The Second World War seized Egypt when public opinion that initially, except for the nationalists, had hailed the Anglo-Egyptian treaty of 1936 with applause, was taking an increasingly critical attitude towards it, feeling its political burdens. and economic for Egypt not compensated by adequate substantial advantages. Nonetheless, the government of ‛Alī Māhir Pashaà maintained the military obligations deriving from the treaty to Egypt, placing its territory and its communication routes at the disposal of the United Kingdom, but at the same time declaring the will to keep the country out of the conflict. The situation became even more delicate when Italy entered the war (June 1940), with which Egypt immediately broke off relations, but never came, neither then nor then, to a declaration of war. In that same June, the cabinet of the rigid neutralist ‛Alī Māhir was succeeded by one formed by Hasan Ṣabrī Pasha, whose death, a few months later, was taken over by Ḥusein Sirrī Pascià, who held power from November 1940 to February 1942. The effort of these men of government, and of the Crown behind them, it was in these years to reconcile the maintenance of the commitments undertaken with the British alliance, and the preservation of the maximum possible independence of the country, in the paradoxical position of neutral ally of a belligerent, in a war fought on its own soil.
The war fluctuated for two years, with alternating vicissitudes, on the western border of Egypt: to the Italian episode of Sīdī Barrānī (September 1940), Wavell’s first offensive which brought the British to Sirte while, in the spring of 1941, the counter-offensive of Rommel reported the lines almost on the ancient border. Meanwhile, Alexandria was bombed several times by the Italian-German air force, arousing the platonic protests of the Egyptian government. Inside, the external manifestations of political life, guarded and practically harnessed by the British military authority, remained on a line of fidelity to the alliance, and together with the neutrality of the country, although at times the existence of forces, worked from the Axis propaganda which, from a defeat of Great Britain, they promised themselves full independence. Over time, the British intrusiveness in Egyptian internal politics became more and more sensitive and when, in February 1942, the cabinet of Ḥusein Sirrī Pascià resigned, due to a disagreement with the Crown on the occasion of the rupture of relations with France of Vichy, the action of the English ambassador Sir Miles Lampson was decisive for the solution of the crisis. Under this pressure, King Fārūq was induced to call to the government an-Naḥḥās pascià, head of the Wafd who, for more than four years, had been excluded from power. Thus the party, which had once been the most resolute opponent of British rule in Egypt, was now returning to direct its fate, supported, if not even imposed by the British themselves, in the double aim of satisfying a large part of the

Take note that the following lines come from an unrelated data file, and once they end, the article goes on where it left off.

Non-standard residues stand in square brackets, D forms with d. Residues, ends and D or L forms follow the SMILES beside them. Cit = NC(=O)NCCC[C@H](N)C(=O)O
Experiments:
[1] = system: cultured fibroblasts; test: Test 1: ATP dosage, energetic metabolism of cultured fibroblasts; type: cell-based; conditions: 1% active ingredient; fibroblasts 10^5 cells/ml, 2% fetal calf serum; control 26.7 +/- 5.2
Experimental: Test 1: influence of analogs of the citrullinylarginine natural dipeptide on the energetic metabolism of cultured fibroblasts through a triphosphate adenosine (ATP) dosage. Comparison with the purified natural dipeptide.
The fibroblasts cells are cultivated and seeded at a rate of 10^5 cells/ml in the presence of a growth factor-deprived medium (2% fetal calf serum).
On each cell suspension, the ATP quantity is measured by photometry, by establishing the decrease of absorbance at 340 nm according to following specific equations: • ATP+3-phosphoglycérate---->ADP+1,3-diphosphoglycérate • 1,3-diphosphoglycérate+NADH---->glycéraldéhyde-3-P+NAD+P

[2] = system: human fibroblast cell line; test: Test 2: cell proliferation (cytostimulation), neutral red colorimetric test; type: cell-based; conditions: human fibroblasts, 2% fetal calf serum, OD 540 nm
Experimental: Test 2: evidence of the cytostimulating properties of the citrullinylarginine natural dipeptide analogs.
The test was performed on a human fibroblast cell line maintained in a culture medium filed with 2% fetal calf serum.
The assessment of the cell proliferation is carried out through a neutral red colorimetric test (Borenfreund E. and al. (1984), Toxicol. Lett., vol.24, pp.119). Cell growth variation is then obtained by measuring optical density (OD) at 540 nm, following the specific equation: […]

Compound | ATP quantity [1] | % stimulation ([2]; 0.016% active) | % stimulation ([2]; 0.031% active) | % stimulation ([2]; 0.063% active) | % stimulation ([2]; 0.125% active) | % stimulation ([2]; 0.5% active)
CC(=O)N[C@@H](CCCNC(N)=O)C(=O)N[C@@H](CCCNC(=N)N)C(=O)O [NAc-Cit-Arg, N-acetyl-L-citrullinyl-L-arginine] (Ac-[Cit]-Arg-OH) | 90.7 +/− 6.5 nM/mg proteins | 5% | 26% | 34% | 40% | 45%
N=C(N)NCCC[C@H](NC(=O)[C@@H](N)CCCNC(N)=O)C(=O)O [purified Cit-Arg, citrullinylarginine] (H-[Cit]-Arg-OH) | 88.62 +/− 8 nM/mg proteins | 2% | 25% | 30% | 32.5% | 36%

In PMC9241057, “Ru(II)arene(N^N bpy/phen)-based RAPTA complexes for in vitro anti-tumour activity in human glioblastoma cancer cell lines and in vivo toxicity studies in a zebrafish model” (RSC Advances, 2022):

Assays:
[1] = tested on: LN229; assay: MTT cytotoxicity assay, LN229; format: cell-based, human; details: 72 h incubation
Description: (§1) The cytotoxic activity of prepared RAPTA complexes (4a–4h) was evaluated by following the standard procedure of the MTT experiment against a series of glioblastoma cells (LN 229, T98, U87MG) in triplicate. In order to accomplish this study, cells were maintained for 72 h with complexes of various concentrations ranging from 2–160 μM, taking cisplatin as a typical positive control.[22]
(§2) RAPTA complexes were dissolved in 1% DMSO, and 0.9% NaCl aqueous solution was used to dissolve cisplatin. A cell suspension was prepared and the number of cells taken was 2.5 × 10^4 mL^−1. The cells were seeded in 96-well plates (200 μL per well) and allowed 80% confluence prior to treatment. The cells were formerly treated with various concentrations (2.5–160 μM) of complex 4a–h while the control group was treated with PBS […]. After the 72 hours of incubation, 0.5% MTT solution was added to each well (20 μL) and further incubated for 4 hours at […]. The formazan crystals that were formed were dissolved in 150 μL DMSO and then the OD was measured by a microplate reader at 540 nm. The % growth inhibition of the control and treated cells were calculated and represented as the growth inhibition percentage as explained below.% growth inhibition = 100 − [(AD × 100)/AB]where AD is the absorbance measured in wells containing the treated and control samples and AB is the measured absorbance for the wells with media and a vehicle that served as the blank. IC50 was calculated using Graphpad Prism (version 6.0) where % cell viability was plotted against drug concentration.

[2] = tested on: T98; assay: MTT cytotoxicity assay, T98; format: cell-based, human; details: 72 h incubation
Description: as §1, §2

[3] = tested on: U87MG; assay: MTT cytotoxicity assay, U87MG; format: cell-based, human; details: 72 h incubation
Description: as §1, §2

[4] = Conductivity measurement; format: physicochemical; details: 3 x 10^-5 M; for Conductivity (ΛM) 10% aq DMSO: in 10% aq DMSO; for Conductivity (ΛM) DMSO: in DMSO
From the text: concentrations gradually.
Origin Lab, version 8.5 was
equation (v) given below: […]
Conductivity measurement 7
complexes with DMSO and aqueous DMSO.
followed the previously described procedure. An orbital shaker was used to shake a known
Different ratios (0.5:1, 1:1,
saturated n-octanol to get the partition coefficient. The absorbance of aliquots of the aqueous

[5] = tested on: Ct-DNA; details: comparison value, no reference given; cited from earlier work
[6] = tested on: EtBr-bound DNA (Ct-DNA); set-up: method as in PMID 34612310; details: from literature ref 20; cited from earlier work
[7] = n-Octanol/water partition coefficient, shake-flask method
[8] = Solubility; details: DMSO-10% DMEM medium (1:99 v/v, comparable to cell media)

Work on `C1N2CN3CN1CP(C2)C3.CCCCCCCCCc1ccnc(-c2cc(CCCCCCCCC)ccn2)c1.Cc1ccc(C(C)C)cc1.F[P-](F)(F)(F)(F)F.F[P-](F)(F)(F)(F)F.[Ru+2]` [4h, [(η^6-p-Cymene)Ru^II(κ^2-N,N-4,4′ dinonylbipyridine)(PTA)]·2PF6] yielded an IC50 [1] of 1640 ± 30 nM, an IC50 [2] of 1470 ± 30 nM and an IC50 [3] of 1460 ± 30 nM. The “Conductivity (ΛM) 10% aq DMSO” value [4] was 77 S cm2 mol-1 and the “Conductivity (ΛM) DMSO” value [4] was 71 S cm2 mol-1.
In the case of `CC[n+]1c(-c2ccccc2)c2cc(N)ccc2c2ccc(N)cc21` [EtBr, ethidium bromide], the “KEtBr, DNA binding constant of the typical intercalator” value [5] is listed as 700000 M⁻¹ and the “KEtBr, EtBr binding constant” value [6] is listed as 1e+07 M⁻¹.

In the summer of 1942, the situation seemed to worsen when Rommel’s second counter-offensive, driven back by the 8th army from Cyrenaica which had laboriously reoccupied with the offensive of gen. Auchinlek, did not stop – as the previous year – at the border but went into Egyptian territory. Between the end of June and the beginning of July, the fall of Tobruch and Marsa Maṭrūḥ carried the advanced Italo-German columns beyond the squeeze of el-‛Alamein, almost to the suburbs of Alexandria while Germany and Italy, in a joint official declaration (July 4), affirmed their intention to “respect and ensure the independence and sovereignty of Egypt”, from whose soil they were preparing to expel the English. But, after a few weeks of panic, the situation stabilized,
The further course of the war, moving more and more the theater of operations away from Egypt, gave, inside, the coup de grace to the pro-German currents, but at the same time marked the beginning of a new phase of Egyptian politics, aimed at obtaining, in the context of the emerging Anglo-Saxon victory, the major advantages of the attitude – hitherto held – of fidelity to the obligations assumed. The Wafdist ministry of Naḥḥās Pascià, revoked by the king in October 1944, was succeeded by a cabinet chaired by the Sa‛dist leader Aḥmed Māhir, supported by independents and nationalists; under it Egypt became the driving force and coordinator of the movement for the creation of the Arab League, which held a preparatory conference in Alexandria (autumn 1944) and its solemn constitution in Cairo in March 1945. Shortly after, just on the eve of the Allied victory, Egypt carried out the formal act of declaration of war on Germany, stubbornly avoided until then, and thus acquired the right to enter as a sovereign state in the newly constituted organization of the United Nations. The very day the Chamber voted for this resolution, a fanatic nationalist killed Prime Minister Aḥmed Māhir (February 24, 1945), succeeded by Foreign Minister Noqrāshī Pascià.